Remember how nervous I was for this last year? Well, don’t worry if you don’t, cause I do. I was a wreck. I barely slept the night before. I barely slept for the entire week prior. This year, I slept like the professional sleeper I really am. What a difference a year makes.

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Race conditions in 2013 were cold, wet and soupy. Served with a Hungry (Wo)Man side of mud. Weather reports for this year’s fun called for perfect and dry. And dry and glorious it was.
Race morning, me and hubby, the beautiful Joy and divine Sherry were off at 8am with little fuss. We were comfortable and not shivering or soggy. Hubby and Joy took off for a quicker race.

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Sherry (not crop) dusting this farm. I’m so outta here. Wait for me…

Honestly, my race was perfect. I couldn’t have asked for a better day. Having great weather makes for easy racing. Sherry and I talked (I know, doesn’t sound like I’m racing if I’m talking) for 5 straight hours. We ate, we drank, we laughed. The hours flew by. The rolling, non technical terrain requires little attention to footing. So, I focused on keeping my head busy.

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One loop down. 16 miles to go.

What to say? This race was pretty straight forward. And, happily uneventful.
I figured out at the TARC Spring Classic using Tailwind, I don’t have to eat much. I ate a small amount of banana and watermelon at aid stations. Less food means less tummy trouble. Since my stomach wasn’t upset, I felt strong. And my Psoas wasn’t bothering me. Life was good.
Half way through the second loop, I felt good enough to try a little kick. I took off on my own, hoping I didn’t take off too early. I spent the last 8 or so miles around 10-11 minute miles. For me, that’s flying. I kept worrying I was going to poop out. Never happened. Go figure. My God, I even passed a dozen other racers. So, that’s what that feels like. I apologized to all of them.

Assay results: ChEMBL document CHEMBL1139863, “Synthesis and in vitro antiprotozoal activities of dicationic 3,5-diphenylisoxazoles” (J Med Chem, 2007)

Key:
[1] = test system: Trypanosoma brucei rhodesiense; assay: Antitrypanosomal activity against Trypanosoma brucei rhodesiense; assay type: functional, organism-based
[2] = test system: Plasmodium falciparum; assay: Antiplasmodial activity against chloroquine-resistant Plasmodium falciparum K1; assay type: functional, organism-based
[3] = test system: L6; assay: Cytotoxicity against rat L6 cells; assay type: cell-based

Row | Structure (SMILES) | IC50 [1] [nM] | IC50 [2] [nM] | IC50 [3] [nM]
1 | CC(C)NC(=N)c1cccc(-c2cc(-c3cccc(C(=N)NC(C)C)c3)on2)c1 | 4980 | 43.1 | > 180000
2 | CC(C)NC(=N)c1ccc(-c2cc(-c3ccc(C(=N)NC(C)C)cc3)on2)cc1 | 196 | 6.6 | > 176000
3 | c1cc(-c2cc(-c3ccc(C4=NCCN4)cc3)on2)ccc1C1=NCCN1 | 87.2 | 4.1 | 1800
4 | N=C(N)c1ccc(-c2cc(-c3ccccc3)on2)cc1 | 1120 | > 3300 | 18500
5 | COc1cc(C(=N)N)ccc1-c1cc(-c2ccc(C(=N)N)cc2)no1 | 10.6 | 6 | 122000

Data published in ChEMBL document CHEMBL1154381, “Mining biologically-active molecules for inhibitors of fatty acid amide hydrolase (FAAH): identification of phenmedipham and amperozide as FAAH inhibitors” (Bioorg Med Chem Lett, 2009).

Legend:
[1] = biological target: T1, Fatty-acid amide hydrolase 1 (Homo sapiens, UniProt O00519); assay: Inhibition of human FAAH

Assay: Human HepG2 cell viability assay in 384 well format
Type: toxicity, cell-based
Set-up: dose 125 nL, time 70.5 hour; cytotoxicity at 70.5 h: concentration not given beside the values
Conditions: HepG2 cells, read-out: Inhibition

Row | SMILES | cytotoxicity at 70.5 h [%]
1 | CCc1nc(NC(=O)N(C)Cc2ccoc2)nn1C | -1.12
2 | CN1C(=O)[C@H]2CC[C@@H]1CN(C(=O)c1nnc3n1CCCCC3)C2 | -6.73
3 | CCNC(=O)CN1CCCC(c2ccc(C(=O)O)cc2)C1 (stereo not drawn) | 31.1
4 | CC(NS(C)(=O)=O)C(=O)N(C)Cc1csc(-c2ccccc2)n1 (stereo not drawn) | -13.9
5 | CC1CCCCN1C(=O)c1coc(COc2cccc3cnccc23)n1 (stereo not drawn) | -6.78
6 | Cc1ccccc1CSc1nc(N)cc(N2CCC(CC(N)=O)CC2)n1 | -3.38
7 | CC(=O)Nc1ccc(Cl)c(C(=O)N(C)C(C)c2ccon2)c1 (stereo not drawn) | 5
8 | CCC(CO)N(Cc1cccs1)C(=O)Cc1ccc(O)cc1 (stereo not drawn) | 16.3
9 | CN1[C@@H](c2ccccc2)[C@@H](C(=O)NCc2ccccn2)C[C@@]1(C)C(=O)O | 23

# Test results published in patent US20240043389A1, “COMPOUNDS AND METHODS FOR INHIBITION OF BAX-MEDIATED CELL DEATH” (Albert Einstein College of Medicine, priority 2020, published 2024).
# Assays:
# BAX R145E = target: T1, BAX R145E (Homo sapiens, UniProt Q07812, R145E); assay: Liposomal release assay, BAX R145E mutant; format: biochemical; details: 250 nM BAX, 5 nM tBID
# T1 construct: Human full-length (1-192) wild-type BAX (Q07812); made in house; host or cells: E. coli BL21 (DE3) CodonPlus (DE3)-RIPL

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Wish my photos were this good.

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I guess I had plenty of Toyota Jump in me at the finish line. Having a crowd at the finish line helps with enthusiasm. Hubby was there to usher me across.
7:32:15.
That’s a freakin’ PR! By 16 minutes. AND I took 1:22:00 off last year’s race.
Hubby and Joy finished in 5:53:00. Nice work, fast people. A girl can dream…

I think I love ultrarunning as much as talking other runners. It was great to see Heather, Fish, Annette, Lise and company. And meeting new friends, like Bill from California was running another 50k the following weekend. And I think the one after that, too. Hey, Heather, please hurry up and heal so we can run together.
Of course, Sherry, you are my angel. Thank you for being my ultrarunning rock. You are a first rate lady and a great running partner. I wish very new ultrarunner could have an experienced Sherry to guide them.
Many thanks to the race director, Erik, and staff. The aid station volunteers are so pumped, their enthusiasm is motivating. They got me in and out quickly. Thank you to all for putting on a first rate festival.

Some things that worked: